Christian has three childhood friends and they all grew up together in Fjallbacka. It is soon discovered that all are receiving these threatening letters. However none of them will discuss it with her or the police, which means little progress is made. So both Erica and the police begin to investigate Christian's early life. The first page of each chapter delves into a memory of a young boy adopted by a beautiful mother and then rejected by the same mother when her own child is born. Is this perhaps from Christian's book The Mermaid or is it the memory of one of his friends? This definitely ups the tension in the story as you don't know which of the four friends lived through this abusive parenting.
This book is a definite page turner as are all of Lackberg's previous books. If you are interested in reading a Swedish mystery, but feel some trepidation, this is the author to try. So start at the beginning as the Hedstroms' relationship and family are a part of the story.
Tuesday, October 13, 2015
A beautiful story of pre-civil war slavery. Ibrahim's main character is Mattie, who is chosen to be a wet nurse for the masters new baby girl. Another prime character is Lisbeth, the child Mattie nurses and tends for many years. Lisbeth loves Mattie more than her own mother, and as she grows to adulthood, she is faced with some tough choices - to go the way of the South or become an abolitionist. Mattie, who has her own child but is separated from him, has tough choices to make also - stay a slave or run away and possibly not survive.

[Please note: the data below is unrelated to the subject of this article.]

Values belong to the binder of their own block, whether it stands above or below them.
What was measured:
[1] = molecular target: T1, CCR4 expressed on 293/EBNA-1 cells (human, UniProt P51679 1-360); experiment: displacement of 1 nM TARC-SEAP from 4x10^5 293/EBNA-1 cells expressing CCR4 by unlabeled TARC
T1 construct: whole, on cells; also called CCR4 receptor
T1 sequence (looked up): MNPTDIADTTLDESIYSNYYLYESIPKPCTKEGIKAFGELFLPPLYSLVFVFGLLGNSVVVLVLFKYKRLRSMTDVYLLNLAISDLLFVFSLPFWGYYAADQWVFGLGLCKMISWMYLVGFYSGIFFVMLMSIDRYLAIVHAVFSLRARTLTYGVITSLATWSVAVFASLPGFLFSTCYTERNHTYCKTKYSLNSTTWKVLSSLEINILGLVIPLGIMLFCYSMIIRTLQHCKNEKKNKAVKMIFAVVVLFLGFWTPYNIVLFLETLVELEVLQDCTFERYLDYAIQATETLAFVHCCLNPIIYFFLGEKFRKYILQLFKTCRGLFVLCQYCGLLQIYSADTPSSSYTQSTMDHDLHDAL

Yellow Crocus is a moving glimpse into how it was for the slaves as well as the whites. Parts are somewhat predictable, but still a beautiful story of hearts that tear, souls getting abused and actions that are brave. Excellent read!
- Posted by P. Scott
- Posted by P. Scott
Monday, October 05, 2015
Everyone knows the age-old adage that you shouldn’t judge a book by its cover. But sometimes a cover is so quirky or intriguing that I just have to find out if the story is as well thought out as the cover. This is exactly what happened with Know Your Beholder. Something about the cover, an old house sprouting out of a big bushy beard, was so intriguing that I picked it up without even reading the synopsis on the inside flap. And I’m so glad I did.
Know Your Beholder tells the story of Francis Falbo, a down-on-his-luck 30-something in south central Illinois. In the past few years, his once promising music career has ended, his mother has died, and his wife ran off to New York City with another man. After his father left for Florida with his new wife, Francis converted his childhood home into apartments, moved into the attic, and now spends his days working on the house and endlessly ruminating on his wife’s new marriage. When the reader first meets Francis he hasn’t left his house in over a month or even changed out of his uniform of long johns, bathrobe, and slippers in nine days.
Francis’s story, though it sounds overly gloomy, is full of quiet beauty and more laugh-out-loud moments than one would expect. His internal dialogue feels both inordinately beautiful and surprisingly natural whether he is contemplating his growing agoraphobia, thinking about his failed band and/or marriage, or spying on his tenants. Rapp is especially good at creating an interesting turn of phrase, such as when Francis describes his drug dealer, Haggis, talking about fitness “as far away from the concept of the word as a shipwrecked man from a fax machine.”
Fans of Nick Hornby’s odd but loveable characters will enjoy Know Your Beholder, but be warned: this is not a story of redemption and there is no real happy ending for our hapless hero. At the end of the story, a lot of things have changed in Francis’s life, but very little has really improved for him. Luckily, there is at least the possibility of a light at the end of the long, dark tunnel he has dug for himself.